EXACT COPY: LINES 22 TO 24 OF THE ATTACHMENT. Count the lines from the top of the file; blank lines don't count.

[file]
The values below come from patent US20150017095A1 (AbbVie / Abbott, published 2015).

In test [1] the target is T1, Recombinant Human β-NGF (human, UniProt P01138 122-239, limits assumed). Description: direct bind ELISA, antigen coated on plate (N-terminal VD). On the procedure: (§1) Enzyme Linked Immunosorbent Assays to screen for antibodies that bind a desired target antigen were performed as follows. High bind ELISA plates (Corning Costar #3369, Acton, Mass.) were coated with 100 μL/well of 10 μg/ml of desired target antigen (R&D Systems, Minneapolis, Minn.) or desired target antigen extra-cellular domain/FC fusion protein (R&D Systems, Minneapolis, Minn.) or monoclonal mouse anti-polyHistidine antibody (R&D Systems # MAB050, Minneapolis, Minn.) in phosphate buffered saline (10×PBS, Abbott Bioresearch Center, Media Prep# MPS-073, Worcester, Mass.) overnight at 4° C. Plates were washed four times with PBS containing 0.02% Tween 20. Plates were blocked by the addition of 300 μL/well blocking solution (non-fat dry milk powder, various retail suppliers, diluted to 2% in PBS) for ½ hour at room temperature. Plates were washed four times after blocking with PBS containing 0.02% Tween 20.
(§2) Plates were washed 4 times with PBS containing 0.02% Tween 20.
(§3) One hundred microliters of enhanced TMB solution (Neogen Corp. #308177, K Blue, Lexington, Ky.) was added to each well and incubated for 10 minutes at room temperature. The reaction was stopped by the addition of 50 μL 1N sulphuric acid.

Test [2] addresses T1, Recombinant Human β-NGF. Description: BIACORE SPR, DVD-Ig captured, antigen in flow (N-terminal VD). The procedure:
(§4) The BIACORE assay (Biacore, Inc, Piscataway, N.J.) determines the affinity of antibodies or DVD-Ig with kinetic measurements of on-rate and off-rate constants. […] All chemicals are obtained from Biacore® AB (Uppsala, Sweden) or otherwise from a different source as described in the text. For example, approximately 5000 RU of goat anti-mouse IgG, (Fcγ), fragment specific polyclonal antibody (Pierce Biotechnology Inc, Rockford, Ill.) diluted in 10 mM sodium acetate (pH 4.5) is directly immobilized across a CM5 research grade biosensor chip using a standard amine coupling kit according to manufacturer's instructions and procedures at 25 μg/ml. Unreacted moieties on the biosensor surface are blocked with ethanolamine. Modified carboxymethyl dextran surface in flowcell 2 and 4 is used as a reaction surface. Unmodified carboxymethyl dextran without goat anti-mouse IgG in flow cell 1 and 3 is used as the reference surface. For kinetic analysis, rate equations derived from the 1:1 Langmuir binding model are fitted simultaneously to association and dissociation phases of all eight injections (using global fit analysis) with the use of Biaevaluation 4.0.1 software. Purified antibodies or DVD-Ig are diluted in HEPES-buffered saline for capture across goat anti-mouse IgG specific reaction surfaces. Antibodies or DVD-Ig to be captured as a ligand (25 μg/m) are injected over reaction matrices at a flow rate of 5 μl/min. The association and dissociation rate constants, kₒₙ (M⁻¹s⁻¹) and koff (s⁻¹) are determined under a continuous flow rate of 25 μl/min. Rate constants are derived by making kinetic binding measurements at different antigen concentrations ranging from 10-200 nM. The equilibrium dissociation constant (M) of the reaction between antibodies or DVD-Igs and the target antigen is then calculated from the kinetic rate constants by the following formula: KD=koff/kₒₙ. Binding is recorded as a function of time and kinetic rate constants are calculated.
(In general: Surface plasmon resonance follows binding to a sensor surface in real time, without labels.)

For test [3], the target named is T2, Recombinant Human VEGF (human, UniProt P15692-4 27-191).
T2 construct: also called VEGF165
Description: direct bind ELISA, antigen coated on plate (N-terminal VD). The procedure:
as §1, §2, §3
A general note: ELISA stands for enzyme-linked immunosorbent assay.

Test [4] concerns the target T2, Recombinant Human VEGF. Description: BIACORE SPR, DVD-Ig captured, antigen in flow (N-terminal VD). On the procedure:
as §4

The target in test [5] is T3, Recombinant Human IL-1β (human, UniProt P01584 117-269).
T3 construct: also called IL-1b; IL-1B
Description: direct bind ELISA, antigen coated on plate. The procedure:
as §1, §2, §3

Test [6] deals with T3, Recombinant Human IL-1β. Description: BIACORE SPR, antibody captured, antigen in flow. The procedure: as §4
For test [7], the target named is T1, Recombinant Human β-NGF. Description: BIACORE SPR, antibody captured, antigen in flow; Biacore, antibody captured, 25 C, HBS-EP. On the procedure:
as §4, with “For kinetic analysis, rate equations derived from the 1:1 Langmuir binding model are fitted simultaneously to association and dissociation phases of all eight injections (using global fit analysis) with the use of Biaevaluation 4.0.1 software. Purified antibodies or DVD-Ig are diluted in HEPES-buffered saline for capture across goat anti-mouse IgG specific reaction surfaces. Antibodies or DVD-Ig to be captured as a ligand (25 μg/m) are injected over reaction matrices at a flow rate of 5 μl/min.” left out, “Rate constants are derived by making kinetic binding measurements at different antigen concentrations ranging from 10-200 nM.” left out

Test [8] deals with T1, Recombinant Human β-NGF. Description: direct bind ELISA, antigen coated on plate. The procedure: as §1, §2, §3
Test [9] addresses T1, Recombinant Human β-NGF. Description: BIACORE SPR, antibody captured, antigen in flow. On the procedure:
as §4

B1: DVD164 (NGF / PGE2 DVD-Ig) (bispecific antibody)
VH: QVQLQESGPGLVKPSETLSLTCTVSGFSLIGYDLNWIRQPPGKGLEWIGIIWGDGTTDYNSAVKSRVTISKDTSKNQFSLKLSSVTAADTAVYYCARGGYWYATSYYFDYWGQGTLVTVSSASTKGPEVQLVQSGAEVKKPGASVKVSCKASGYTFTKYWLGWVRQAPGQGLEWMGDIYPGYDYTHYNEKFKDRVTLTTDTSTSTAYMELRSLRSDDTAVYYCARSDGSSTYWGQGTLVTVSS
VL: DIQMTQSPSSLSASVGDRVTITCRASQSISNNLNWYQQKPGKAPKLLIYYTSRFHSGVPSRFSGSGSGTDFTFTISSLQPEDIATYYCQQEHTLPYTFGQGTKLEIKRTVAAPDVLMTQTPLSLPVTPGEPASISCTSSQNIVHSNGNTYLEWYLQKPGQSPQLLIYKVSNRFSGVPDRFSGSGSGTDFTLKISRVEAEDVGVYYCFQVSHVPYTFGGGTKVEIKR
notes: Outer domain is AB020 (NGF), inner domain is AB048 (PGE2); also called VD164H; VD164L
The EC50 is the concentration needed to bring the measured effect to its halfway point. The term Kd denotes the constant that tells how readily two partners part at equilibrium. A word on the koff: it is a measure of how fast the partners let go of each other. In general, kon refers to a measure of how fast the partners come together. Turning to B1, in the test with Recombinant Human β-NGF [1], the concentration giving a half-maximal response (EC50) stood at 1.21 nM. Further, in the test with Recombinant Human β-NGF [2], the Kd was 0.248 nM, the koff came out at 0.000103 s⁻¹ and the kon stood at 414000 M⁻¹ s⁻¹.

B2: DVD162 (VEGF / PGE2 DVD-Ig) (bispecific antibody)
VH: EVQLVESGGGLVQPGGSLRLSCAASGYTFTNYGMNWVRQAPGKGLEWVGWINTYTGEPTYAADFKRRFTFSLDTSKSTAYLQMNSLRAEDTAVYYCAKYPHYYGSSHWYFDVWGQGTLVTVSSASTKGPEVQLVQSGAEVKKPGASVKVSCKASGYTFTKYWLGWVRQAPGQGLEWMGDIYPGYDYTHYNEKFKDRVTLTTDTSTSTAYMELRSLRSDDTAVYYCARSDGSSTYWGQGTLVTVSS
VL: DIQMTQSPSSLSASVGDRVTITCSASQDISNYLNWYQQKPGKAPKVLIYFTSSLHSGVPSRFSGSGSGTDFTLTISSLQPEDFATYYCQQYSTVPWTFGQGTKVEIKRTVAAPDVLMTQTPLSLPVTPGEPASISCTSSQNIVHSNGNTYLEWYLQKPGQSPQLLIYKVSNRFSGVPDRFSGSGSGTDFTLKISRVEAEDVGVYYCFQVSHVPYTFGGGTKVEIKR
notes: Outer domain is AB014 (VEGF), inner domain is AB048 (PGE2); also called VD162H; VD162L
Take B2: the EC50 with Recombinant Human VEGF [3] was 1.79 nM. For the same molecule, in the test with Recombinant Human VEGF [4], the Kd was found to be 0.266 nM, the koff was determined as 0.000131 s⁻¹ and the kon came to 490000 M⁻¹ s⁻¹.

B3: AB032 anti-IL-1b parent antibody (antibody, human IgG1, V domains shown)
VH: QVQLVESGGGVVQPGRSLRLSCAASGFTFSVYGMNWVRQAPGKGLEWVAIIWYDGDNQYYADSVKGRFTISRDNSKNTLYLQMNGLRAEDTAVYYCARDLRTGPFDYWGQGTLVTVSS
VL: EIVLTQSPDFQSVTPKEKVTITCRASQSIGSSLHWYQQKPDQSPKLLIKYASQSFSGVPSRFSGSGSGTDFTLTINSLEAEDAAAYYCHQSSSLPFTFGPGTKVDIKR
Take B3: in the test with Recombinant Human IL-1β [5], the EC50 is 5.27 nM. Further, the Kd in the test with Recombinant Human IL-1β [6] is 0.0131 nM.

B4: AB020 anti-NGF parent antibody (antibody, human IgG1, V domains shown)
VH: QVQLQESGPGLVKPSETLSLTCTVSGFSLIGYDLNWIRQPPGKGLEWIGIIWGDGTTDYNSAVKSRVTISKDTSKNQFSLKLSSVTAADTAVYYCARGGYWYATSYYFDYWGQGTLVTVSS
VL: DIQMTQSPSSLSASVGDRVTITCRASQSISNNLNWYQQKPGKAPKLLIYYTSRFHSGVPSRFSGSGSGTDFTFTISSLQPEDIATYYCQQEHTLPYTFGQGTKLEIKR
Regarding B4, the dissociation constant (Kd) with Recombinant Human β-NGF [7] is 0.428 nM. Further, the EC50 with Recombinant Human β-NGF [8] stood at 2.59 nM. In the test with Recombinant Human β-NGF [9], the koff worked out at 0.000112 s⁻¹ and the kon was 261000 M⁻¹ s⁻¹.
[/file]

Test [8] deals with T1, Recombinant Human β-NGF. Description: direct bind ELISA, antigen coated on plate. The procedure: as §1, §2, §3
Test [9] addresses T1, Recombinant Human β-NGF. Description: BIACORE SPR, antibody captured, antigen in flow. On the procedure:
as §4